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Kara Wuchter (Misel)

Mentor: Priya Issuree, PhD
Lab Room: 503 EMRB
Lab Phone: 319-335-3668

Fate of Francisella tularensis-infected human neutrophils

Francisella tularensis (Ft) is a Gram-negative facultative intracellular bacterium and the causative agent of the disease tularemia. This pathogen infects a variety of cell types including macrophages and neutrophils. Neutrophils are short-lived and are inherently programmed to undergo apoptosis ~ 24 hours after release into the circulation. Rapid clearance of dying neutrophils by macrophages, a process called efferocytosis, prevents release of toxic cell components and drives resolution of inflammation via effects on macrophage polarization state and cytokine production. Our published data demonstrate that Ft significantly delays neutrophil apoptosis but the fate of these cells is unknown. Exposure of phosphatidlyserine (PS) on the surface of apoptotic cells is an ‘eat me’ signal that favors efferocytosis. As PS is low on Ft-infected neutrophils, we predicted that interaction of these cells with human monocyte-derived macrophages (MDMs) would be impaired. In marked contrast, we found that MDMs interacted more avidly with infected neutrophils than the aged, uninfected controls. After uptake, Ft infected neutrophils evaded trafficking to lysosomes and instead acted as Trojan horses with live Ft escaping from PMN-laden efferosomes to replicate in MDM cytosol. Current studies are focused on analyses of MDM polarization and cytokine secretion and identification of receptors that mediate binding and uptake of aged and infected neutrophils. Candidates of interest are being evaluated using blocking antibodies in conjunction with microscopy and a multicolor flow cytometry assay and include complement receptors (CR1, CR3, CR4) and the vitronectin receptor (v3) as well as calreticulin and scavenger receptors and the ‘don’t eat me’ molecule CD47. Results of these studies will advance understanding of how Ft evades the host immune system to persist and cause life-threatening infection.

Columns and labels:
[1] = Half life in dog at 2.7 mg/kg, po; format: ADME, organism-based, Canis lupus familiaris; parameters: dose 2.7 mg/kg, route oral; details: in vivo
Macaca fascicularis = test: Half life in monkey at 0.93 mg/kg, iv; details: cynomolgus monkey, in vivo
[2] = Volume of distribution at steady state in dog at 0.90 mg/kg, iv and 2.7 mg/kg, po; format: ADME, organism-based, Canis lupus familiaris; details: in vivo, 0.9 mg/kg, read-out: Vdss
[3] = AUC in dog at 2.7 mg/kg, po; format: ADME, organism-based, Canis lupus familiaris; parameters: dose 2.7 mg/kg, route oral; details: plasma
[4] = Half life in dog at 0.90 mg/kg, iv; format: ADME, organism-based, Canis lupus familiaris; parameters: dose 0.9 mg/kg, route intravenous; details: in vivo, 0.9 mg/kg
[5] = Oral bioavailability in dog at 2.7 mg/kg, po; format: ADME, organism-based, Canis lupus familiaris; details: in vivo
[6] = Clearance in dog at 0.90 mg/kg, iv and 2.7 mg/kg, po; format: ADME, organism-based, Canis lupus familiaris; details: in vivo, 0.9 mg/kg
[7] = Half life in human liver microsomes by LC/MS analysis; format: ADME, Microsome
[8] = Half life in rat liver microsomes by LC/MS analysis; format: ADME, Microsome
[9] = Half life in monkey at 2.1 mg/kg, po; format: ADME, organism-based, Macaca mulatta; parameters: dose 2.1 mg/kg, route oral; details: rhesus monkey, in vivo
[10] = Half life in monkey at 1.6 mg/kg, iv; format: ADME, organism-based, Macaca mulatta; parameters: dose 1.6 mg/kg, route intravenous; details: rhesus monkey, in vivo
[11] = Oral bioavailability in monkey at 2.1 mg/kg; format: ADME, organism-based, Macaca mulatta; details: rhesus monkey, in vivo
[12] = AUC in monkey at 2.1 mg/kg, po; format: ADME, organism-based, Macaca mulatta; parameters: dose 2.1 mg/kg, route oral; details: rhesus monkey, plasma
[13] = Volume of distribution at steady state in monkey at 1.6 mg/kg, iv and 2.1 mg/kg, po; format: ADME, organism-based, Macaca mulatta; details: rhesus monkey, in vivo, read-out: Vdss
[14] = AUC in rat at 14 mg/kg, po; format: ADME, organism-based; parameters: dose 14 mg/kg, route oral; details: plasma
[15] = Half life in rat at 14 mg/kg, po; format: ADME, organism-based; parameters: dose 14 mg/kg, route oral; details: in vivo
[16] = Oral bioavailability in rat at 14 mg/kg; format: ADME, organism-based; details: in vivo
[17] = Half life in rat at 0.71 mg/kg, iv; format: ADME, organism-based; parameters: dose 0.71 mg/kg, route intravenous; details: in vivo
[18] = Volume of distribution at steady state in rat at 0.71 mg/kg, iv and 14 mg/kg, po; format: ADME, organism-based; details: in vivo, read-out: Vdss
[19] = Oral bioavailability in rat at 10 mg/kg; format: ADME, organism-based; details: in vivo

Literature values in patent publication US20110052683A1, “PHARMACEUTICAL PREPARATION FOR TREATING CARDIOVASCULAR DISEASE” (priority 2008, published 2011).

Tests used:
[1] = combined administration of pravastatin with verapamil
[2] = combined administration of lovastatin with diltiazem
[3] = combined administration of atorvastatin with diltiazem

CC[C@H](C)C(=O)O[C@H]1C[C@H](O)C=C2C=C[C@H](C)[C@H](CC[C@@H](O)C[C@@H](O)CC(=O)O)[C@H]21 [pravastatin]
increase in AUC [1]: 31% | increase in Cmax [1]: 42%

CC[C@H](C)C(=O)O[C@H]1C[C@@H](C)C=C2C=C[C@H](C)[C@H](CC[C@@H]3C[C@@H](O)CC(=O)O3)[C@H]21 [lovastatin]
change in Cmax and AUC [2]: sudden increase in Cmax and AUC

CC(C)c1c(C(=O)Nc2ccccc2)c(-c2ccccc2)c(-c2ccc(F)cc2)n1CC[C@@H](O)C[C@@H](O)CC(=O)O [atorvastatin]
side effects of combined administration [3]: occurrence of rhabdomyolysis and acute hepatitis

Krysan DJ, Zhai B, Beattie SR, Misel KM, Wellington M, Lin X. Host Carbon Dioxide Concentration Is an Independent Stress for Cryptococcus neoformans That Affects Virulence and Antifungal Susceptibility. mBio. 2019; 10(4):e01410-19.

Honors and Awards

  • Molecular Medicine Retreat Travel Award
  • Society of Leukocyte Biology Travel Award
  • Graduate College Post Comprehensive Research Fellowship